With the planet in the midst of a global pandemic I’ve pretty much stayed away from blogging about politics, despite being sorely temped to vent my spleen at the populist stupidity on display in countries like the USA, Brazil and of course (to a lesser extent) the UK. I’ve also avoided talking about the looming deadline of Brexit. Well, haven’t most people? Their attentions have been elsewhere. The problem is, whilst everyone’s been looking elsewhere, the clock hasn’t stopped ticking and the Government has made sure of that by its mad insistence that – whatever happens – there will be no extension to the transition period, so on the 1st January 2021 we’re out, deal or no deal.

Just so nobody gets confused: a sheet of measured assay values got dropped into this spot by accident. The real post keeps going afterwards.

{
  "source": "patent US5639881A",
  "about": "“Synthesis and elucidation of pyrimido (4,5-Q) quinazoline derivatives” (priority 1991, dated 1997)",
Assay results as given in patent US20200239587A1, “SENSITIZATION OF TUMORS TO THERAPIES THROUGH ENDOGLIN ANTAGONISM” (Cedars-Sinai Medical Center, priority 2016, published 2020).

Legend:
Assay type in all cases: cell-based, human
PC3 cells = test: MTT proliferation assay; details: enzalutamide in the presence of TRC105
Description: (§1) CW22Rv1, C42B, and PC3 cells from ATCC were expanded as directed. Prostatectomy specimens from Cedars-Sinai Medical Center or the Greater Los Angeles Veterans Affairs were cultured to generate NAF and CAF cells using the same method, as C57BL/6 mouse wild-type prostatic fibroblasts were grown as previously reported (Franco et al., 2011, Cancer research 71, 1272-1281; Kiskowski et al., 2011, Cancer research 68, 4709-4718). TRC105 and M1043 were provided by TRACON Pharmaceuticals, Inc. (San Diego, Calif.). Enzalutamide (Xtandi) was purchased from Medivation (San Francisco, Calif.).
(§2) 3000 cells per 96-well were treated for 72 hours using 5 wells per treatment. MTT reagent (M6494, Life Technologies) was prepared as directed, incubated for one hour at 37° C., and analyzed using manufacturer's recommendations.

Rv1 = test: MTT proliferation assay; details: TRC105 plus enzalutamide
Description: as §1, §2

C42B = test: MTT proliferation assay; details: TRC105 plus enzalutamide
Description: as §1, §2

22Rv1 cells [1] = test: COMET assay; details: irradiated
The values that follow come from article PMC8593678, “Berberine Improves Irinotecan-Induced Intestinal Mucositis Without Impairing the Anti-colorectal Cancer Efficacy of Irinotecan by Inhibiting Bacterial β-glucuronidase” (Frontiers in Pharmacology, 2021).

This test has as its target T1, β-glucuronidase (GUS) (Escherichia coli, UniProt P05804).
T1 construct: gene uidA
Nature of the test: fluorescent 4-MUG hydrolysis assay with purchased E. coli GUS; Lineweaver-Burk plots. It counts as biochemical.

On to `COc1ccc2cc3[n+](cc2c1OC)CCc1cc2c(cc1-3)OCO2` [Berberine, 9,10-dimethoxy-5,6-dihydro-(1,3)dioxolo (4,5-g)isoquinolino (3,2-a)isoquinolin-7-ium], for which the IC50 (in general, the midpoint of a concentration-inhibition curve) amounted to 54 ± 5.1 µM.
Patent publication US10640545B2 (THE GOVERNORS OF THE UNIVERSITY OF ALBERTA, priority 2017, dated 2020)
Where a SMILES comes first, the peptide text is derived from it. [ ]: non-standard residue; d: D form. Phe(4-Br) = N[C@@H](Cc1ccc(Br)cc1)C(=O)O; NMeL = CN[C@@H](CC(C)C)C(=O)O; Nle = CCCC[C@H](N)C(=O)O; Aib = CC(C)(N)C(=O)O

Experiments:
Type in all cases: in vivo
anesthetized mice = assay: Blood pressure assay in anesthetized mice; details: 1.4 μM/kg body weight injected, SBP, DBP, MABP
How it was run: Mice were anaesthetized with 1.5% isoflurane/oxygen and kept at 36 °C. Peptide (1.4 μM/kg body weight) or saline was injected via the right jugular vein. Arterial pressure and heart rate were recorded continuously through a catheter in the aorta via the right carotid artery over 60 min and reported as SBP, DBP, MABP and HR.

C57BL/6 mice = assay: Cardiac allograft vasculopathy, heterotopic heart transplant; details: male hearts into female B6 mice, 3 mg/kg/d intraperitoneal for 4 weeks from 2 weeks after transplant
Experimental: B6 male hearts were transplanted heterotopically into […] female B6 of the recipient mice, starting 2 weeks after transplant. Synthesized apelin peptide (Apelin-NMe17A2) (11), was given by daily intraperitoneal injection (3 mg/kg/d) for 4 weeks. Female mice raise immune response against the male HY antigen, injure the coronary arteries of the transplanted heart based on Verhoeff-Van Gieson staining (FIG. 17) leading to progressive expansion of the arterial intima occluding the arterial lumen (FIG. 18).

It’s becoming increasingly likely that ‘no deal’ is exactly what we’ll have…
Of course, the Governments narrative is that will be the fault of an intransigent EU. That narrative will be backed up by the Brexity newspapers like the Mail and the Express, and a lot of people will fall for it, both because they want to – and also because – if Brexit has shown one thing, it’s how ill-informed the majority of the population are about politics in general and the EU in particular.
Here’s a stark warning of what’s about to happen. You won’t find it covered in detail in most of the media – if at all. It makes too uncomfortable reading for some. This is the full text of a speech delivered (over Zoom) to Eurofi, which is a European financial think tank – by Michel Barnier, the EU’s chief Brexit negotiator, yesterday;
“My sincere apologies for not being able to join you in person.